"The state is flat broke," Anderson said. "We haven't had reform ... since the property tax shift for K-12. We have serious problems, They have to be fixed, we can't keep kicking the can down the road."
If state government were kept on autopilot, state income taxes, sales taxes, corporate taxes would have to be raised 25 percent to cover the budget problem, she said.
"That's not going to happen," she said. "There aren't enough rich people to cover that. ... It requires rethinking what we do in government. It requires reform, everything from what government should be providing and who should be doing it."
She likes an Association of Minnesota Counties proposal to have county deputies take over duties of road state troopers.
Somebody has to get on a bully pulpit and start leading, bringing these people together," Anderson said.
That could mean sending more state duties to local governments, but also to remove unfunded mandates for services foisted onto local governments.
She looks to a bill she pushed in 2005 to allow the state auditor to get waivers for certain mandates. "It wasn't all of them, but it was a good start. ... I'm a big local control person."
Recently, she worked for Gov. Tim Pawlenty as a commissioner who combined several cabinet-level departments. "There's more to be done there," she said. "You need to push even more cooperation, such as counties talking about joint service centers."
Anderson sees her role as ensuring local governments spend tax dollars correctly and wisely, to ferret out waste, fraud and abuse in local units of government such as cities, counties, school districts, including the Metropolitan Council.
"An active state auditor sees her job as more than just making existing government work better; she sees her job as influencing creation of a better government -- a less intrusive government, a government that at the state level performs its constitutional obligations and performs them well and at the local levels provides citizens with essential services commensurate with the taxes they pay," says Anderson's Web site.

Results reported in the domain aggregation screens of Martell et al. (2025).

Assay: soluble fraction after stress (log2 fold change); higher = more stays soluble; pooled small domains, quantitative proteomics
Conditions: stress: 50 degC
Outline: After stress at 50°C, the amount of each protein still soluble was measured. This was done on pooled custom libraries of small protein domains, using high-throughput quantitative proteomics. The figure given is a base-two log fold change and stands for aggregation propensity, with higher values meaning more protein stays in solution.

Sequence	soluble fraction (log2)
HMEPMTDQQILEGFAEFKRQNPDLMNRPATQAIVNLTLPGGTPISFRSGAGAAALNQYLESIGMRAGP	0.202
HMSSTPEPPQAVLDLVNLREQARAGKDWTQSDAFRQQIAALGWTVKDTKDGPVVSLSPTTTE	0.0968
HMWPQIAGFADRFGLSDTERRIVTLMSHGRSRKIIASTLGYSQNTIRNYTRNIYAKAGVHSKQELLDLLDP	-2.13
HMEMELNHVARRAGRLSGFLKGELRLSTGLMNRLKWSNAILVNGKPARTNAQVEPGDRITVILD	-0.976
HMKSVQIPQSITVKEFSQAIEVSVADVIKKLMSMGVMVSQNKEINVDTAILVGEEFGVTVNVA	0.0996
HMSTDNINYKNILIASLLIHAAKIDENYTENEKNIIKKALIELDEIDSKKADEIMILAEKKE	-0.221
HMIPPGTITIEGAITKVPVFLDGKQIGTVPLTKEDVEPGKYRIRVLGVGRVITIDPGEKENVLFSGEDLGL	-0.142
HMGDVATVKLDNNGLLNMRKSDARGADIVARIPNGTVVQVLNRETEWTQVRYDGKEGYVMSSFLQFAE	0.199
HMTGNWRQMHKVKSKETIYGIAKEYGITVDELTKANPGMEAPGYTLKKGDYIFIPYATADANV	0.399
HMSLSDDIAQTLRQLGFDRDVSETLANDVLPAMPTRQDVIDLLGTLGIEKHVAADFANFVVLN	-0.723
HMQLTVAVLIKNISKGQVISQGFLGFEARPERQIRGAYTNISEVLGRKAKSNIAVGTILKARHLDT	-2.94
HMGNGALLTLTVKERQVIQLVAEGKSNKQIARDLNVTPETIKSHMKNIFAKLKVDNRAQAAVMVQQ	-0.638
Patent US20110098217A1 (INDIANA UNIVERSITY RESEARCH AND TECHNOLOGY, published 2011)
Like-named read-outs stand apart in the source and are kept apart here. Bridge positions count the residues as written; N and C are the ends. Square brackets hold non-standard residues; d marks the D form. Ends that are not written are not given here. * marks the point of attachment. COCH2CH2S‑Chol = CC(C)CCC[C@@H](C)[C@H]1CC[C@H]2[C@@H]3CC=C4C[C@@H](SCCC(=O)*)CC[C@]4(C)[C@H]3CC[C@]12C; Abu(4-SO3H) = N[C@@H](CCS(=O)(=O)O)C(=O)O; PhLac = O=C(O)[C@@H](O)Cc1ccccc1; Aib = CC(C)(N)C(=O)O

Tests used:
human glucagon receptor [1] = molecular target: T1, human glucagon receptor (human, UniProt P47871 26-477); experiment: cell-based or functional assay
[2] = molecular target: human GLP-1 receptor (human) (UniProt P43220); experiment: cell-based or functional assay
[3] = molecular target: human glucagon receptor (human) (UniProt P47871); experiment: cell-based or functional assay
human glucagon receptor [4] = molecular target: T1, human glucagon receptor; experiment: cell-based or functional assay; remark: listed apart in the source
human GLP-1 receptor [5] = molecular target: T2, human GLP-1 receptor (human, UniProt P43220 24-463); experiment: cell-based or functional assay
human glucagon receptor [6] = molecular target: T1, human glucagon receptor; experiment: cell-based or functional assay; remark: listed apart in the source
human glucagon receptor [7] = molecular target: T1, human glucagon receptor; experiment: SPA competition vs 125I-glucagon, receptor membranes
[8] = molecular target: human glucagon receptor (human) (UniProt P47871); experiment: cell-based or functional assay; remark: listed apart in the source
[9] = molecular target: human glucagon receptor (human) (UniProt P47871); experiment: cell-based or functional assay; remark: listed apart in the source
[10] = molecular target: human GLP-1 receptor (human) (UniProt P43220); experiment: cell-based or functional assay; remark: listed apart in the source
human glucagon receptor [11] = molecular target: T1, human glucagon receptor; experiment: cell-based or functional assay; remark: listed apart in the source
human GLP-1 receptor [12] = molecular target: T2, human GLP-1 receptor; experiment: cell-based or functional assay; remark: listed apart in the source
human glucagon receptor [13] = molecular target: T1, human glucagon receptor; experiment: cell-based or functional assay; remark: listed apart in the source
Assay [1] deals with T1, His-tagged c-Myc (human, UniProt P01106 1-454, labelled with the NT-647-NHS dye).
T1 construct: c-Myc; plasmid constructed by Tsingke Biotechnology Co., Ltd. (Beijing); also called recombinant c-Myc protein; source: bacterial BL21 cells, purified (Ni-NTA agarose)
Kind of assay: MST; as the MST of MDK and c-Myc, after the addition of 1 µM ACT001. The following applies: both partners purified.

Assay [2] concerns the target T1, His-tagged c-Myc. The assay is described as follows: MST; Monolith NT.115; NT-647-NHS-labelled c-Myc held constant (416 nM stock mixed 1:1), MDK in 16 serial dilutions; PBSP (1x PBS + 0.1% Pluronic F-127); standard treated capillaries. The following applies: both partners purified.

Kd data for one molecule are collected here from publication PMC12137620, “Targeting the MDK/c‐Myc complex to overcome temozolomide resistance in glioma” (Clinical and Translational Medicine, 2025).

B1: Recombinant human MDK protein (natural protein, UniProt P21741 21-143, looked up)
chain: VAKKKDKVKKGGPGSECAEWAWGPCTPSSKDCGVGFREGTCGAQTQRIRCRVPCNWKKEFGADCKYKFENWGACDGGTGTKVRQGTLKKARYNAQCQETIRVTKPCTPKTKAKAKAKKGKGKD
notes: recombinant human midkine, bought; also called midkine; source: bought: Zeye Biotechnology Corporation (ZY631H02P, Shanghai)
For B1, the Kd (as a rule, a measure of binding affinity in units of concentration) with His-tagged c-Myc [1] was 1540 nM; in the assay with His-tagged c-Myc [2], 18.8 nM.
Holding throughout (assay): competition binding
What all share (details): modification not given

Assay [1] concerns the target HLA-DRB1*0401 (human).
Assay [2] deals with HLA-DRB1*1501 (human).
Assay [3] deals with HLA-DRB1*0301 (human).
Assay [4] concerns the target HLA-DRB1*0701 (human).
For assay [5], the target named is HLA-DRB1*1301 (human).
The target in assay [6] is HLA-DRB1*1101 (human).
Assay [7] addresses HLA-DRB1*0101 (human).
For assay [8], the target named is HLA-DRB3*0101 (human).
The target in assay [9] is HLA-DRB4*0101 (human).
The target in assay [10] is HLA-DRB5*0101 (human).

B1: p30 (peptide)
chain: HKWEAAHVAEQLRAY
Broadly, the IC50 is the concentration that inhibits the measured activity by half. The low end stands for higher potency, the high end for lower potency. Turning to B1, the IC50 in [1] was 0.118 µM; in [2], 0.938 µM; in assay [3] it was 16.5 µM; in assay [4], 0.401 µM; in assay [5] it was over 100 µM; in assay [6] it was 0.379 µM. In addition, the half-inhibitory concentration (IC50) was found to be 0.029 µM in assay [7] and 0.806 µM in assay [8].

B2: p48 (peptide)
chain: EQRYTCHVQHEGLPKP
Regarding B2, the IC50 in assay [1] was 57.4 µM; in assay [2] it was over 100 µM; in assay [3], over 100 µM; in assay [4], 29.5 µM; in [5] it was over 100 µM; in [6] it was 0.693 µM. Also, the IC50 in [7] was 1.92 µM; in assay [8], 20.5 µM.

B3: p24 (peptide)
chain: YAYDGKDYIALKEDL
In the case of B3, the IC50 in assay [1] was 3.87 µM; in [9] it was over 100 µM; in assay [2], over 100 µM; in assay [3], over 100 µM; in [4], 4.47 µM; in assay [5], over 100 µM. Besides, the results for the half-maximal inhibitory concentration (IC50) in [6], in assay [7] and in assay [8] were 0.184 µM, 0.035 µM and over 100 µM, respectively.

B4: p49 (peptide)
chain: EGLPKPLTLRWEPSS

In 2006, candidate Otto was critical of errors in math in some of Anderson's reports. Otto this year has already pointed out errors in Anderson's campaign finance reports.
"That's her thing, and I'm ignoring her," Anderson said, "because it's so stupid. The stuff from the reports, we did hundreds of studies it was a decimal point in a table that didn't affect the results. It's just stupid."
Staff do the reports, she said, and it's the same staff that Otto has.
Otto "has done almost nothing in four years, and everybody knows that." Anderson said. "She's been invisible; she's not been a watchdog; she isn't educating the public. ... She's a do-nothing auditor.
"There are very stark differences," she adds. "Is that what you want? Or do want someone who is a very active auditor who's going to try to fix problems, go after bad guys and give the information to people that they desperately want?"